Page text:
"Leaders like Dr. Barzinji represent the best examples of Muslim leaders in the West ... The American Muslim community, but especially, its youth, who have since 9/11 been suffering enormously from societal alienation, government overreach, Xenophobic attacks, and Islamophobia, must follow in the footsteps of Dr. Barzinji, and learn about his life and sacrifices. They must look up to his example for inspiration and hope. When they do that they would learn that they need to seek knowledge to free their minds; that they must fight ignorance and Islamophobia with education and outreach; that they must stand up for their rights and speak out against injustice to be respected and empowered; that they must unite and stand for high principles and moral values against false promises and easy access to power."

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Jeremy Corbyn has given hope to my generation. Please don’t let the cynics take it away | New Statesman

by Faiz Ahmed last modified Sep 29, 2015 04:10 PM
"Right now, the last thing that young people need is for newspapers to adopt braying tones of avuncular chastisement. ... Jeremy Corbyn has given many of my generation hope for a better future and he could do the same thing for many more disadvantaged and disenfranchised young voters." Full story here.

Also see: Jeremy Corbyn says Britain 'can and must change' | BBC

"The thirst in the hall for him to do well was tangible. Some members of the party have wanted to hear a speech like this for years. And although he never really expected to be doing one of the most high-profile, hardest jobs in politics, if Jeremy Corbyn was nervous, he didn't show it. [T]he audience was pleased to see him, applauding for two minutes on their feet before he even said a word."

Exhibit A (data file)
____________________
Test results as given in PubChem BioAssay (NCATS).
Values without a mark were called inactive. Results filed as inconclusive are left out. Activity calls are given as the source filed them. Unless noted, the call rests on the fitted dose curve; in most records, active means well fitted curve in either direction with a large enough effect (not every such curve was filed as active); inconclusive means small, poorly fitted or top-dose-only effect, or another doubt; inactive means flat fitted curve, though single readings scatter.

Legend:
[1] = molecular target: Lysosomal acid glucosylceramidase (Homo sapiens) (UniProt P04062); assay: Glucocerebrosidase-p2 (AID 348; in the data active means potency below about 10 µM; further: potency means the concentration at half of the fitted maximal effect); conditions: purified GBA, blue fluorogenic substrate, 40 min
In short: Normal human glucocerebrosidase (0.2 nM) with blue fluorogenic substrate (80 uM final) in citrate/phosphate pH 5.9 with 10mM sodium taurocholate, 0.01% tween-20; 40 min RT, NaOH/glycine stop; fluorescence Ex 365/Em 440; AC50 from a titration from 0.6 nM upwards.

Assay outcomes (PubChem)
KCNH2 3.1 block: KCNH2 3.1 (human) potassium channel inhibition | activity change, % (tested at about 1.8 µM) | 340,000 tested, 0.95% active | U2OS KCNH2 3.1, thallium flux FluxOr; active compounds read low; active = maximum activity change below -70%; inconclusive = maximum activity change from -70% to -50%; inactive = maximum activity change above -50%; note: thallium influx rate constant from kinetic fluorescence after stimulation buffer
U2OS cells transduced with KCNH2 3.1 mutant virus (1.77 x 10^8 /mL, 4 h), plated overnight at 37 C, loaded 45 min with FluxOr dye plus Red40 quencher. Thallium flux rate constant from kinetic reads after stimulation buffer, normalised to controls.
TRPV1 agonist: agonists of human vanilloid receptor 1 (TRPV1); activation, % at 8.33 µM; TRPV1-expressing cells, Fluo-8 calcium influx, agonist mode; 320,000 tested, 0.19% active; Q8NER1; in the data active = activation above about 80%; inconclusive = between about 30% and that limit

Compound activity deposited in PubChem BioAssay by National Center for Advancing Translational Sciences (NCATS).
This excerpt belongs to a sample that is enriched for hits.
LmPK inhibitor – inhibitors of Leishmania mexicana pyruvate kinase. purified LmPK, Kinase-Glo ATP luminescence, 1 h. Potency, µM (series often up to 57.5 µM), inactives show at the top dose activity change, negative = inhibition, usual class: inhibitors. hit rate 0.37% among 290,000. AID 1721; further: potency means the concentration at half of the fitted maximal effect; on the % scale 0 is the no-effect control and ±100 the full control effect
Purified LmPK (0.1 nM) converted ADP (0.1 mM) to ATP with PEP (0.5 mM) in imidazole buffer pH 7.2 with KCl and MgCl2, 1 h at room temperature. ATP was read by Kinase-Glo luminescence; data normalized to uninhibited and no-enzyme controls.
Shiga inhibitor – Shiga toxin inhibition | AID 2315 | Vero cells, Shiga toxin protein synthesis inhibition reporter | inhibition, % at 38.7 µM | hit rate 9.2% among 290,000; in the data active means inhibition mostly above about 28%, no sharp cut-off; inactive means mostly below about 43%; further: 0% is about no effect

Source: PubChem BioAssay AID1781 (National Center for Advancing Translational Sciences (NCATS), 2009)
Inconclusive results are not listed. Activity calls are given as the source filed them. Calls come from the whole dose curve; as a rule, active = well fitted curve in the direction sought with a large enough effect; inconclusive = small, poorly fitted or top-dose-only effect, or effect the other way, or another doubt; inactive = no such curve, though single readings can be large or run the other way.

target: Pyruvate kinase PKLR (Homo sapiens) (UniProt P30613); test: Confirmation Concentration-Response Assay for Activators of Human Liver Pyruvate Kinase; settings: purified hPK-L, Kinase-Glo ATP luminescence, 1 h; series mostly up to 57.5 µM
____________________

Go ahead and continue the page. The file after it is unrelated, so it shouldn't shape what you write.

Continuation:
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Volkswagen scandal exposes big business | What's Left

by Editors (What's Left) last modified Sep 29, 2015 02:52 PM
The magnitude of the Volkswagen scandal can be boiled down to this: Volkswagen consciously installed software in some of its diesel-fuled models that would ensure cars would pass regulatory CO2 emissions standards, but only in the event of a test.

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Volkswagen, a prized and reputable car giant has for years been polluting the air we breathe in what is now known to be a scandal of deception and cheating of great proportions. 11 million vehicles world-wide have been affected. The numbers being floated as what Volkswagen could potentially face in fines are vertiginous.

At face value, the scandal has brought consternation to Germany's car manufacturer. Reactions from the public all over the world have been one of shock and awe: a cherished maker of cars had cheated consumers on two fronts: by installing spy software in their cars, and by skirting environmental regulations. On both accounts, Volkswagen faces a long road ahead to live them down.

Now, chances to expose big business in this way are few are far between. If anything, the Volkswagen scandal should confirm that "corporate accountability" is not backed up with adequate oversight from governments. As companies become bigger and more international, what is the proper way to avoid such deception and maintain international standards that respect basic principles of living together as a society?

More: Volkswagen Says 11 Million Cars Worldwide Are Affected in Diesel Deception

More: Volkswagen Scandal: Why Is It So Hard to Make Clean Diesel Cars?